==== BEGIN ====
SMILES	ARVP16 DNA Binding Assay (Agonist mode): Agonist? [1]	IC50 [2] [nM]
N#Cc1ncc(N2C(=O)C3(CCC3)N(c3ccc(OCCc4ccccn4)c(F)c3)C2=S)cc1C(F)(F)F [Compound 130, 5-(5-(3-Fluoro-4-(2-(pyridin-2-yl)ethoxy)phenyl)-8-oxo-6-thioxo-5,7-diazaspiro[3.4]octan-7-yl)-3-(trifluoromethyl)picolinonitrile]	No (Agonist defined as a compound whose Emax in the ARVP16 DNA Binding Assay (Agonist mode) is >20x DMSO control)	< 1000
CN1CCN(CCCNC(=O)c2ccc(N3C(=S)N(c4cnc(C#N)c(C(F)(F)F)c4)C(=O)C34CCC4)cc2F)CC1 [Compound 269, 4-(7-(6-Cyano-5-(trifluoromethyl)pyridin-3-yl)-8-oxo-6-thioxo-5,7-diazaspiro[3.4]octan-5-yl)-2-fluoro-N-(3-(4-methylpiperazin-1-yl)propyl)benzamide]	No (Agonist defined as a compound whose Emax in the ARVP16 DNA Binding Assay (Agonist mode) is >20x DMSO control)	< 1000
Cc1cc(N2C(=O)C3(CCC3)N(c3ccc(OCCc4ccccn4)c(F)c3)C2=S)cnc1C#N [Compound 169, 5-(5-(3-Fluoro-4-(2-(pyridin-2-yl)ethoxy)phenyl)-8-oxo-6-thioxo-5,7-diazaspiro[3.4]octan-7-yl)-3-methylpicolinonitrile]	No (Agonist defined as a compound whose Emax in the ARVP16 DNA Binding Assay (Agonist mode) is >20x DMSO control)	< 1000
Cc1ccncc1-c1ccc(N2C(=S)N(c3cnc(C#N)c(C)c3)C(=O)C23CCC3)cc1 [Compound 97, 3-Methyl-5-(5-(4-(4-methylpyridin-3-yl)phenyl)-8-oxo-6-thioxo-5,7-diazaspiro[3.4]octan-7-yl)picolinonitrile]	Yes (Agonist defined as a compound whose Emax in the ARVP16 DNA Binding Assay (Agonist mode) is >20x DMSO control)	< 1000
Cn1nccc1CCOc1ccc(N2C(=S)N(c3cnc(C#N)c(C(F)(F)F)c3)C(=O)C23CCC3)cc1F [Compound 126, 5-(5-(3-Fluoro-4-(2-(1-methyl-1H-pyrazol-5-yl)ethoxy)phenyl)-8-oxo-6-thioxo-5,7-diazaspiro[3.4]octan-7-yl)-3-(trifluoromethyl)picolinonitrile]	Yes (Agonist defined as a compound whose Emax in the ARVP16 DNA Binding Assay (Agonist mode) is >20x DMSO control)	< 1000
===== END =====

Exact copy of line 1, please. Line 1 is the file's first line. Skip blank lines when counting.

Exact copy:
SMILES	ARVP16 DNA Binding Assay (Agonist mode): Agonist? [1]	IC50 [2] [nM]